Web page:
Islet Cell Regeneration: It's Not Over 'Til It's Over
As I continue to peruse this site and read the latest news about diabetes, I can't help but be optimistic about the latest treatment innovations and the progress of different research avenues. One of Ann Bartlett's research update bullets particularly caught my attention: "pancreatic islet cells living in established diabetics." As per my usual practice, I went directly to the original literature. The article "Residual Insulin production and Pancreatic (beta cell) turnover after 50 years of Diabetes: Joslin medals study" (published online ahead of the actual paper) in Diabetes by Keenan et al (senior author G.King) provided significant evidence-based data to support islet cell regeneration!
The study evaluated pancreatic beta cell function in people with type 1 diabetes over 50 years of age. The participants were 56.2+/- 5.8 years and 67.2 +/- 7.5 years. The insulin dose was 0.46 +/- 0.2 units. 94 percent were positive for the DR3/DR4 alleles and 29.5 percent were positive for IA2 and GAD 65 autoantibodies. The random c-peptide level (indicative of endogenous insulin secretion was >64.4 percent (minimal 0.03-0.2 nmol/L) or sustained range (>0.2 nmol/L). Post mortem examination of the pancreas from nine medallists revealed that ALL had endogenous insulin and beta cells (some positive for evidence of death (apoptosis), proliferation and insulinitis). In summary, the persistence and function of insulin producing cells strongly suggests the possibility of "steady -state turnover in which stimuli to enhance endogenous Beta cell survival could be a viable therapeutic approach in a significant number of people with type 1 diabetes even with a chronic duration of illness."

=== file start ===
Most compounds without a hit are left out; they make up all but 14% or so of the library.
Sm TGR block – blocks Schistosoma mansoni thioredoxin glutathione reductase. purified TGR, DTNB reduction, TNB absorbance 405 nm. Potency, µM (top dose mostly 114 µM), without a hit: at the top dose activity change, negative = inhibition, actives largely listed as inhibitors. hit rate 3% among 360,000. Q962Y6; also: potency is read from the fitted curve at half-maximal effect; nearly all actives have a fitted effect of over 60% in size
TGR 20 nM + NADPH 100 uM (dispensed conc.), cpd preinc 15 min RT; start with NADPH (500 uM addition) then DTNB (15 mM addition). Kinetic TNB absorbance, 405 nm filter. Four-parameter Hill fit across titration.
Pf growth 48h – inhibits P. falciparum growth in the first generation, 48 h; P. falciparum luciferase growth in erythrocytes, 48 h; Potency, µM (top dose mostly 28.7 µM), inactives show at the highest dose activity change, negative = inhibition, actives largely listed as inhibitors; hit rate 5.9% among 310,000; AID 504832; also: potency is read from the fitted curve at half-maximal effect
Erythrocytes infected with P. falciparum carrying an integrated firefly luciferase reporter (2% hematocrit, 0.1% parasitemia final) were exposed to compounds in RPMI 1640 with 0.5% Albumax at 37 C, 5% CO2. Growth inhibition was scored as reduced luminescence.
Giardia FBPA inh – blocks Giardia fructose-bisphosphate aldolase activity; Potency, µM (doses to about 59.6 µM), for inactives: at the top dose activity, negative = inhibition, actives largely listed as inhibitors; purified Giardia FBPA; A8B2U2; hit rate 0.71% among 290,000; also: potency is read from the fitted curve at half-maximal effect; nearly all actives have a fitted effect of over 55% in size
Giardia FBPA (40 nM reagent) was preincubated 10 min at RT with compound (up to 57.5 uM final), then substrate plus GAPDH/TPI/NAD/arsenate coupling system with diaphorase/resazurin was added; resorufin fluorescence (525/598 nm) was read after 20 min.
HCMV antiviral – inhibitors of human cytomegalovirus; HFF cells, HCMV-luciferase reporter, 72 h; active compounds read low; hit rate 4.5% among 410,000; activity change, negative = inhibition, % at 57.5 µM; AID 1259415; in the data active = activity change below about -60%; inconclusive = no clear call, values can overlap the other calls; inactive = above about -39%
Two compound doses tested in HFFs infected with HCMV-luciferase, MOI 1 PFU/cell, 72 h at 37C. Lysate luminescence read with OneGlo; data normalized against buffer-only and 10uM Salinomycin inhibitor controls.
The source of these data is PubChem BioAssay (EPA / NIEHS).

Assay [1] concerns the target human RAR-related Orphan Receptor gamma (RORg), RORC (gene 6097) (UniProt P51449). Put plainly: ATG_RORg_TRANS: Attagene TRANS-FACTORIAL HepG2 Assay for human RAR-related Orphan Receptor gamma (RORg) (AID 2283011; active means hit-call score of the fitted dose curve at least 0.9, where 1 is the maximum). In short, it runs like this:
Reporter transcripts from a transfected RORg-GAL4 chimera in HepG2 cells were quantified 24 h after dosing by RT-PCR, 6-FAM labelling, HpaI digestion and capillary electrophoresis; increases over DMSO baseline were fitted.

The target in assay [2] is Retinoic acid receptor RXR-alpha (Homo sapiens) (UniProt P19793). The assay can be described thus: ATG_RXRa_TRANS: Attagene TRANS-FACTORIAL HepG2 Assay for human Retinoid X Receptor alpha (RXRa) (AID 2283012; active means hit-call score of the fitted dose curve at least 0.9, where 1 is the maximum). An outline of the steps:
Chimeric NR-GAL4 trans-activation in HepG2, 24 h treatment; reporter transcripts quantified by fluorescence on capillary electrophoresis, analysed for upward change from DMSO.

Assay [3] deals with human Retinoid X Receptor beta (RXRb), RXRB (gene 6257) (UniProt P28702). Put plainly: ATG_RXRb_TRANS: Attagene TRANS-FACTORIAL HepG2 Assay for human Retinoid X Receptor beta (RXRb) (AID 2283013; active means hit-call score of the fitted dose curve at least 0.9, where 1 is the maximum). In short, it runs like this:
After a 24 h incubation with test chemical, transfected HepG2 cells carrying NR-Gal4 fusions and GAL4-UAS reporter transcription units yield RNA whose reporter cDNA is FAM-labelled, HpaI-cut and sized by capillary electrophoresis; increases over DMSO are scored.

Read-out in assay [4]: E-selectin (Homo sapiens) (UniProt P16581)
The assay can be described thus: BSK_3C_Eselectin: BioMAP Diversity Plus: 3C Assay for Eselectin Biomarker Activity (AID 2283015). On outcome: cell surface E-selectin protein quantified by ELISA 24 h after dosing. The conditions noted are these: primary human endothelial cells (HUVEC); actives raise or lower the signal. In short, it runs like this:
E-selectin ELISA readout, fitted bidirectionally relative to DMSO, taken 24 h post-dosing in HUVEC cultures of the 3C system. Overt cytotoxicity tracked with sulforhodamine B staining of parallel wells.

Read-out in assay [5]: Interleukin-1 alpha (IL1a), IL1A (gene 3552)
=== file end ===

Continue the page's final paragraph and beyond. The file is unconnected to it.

Why is this report of evidenced-based data so significant? Treatment of type 1 diabetes will most likely consist of multiple approaches targeting different modalities at different stages of the illness. Immunotherapy, if demonstrated to be safe with minimal side effects, is becoming a major player, particularly during the initial onset of T1DM. Indeed Phase 3 trials in the DEFEND 2 study are currently underway. The entrance criteria for this study includes diagnosis of type 1 diabetes within 10 weeks and ages 12-45. The DEFEND 2 Trial Phase 3 study drug is Otelixzumab, a monoclonal antibody that attacks killer T cells that destroy the pancreatic B islet cells. Several patients with relatively new onset T1DM in our Children's National Medical Center practice are in DEFEND 2 Phase 3 trials at other research institutions. Once these monoclonal antibodies (and there are several) are demonstrated to be safe and effective in early onset diabetes, you may be assured that the next step in these trials is to study the monoclonal antibodies in people with different durations of T1DM. Thus, the continual regeneration of pancreatic beta islet cells despite autoimmune destruction is a major asset to the armamentarium of future therapeutic regimens.
I still believe that the future therapy (maybe even the near future) of type 1 diabetes will be a trifecta. The first arm will aim towards prevention with a (yet to be discovered) vaccine in those individuals that have been demonstrated to be at high risk (through antibody testing in studies like TrialNet). The second arm will include treatment with insulin (multiple daily injections/insulin pump/ continuous blood glucose sensor/ artificial pancreas/ next big innovation etc.). The third arm will be developed to treat diabetes with medications such as immunotherapeutic agents to be employed at various stages of type 1 diabetes to save and preserve pancreatic islet cells and in effect, allow for their regeneration. The key will be to produce enough Beta cells to secrete just enough insulin to maintain insulin production-a perpetual honeymoon period of sorts! Therefore, the importance in maintaining daily glycemic control cannot be underestimated and behavioural tools to improve adherence will continue to be necessary until our research colleagues provide 2 out of my 3 potential arms of treatment.
Remember, as Yogi Berra once said, "It's not over, 'til it's over!"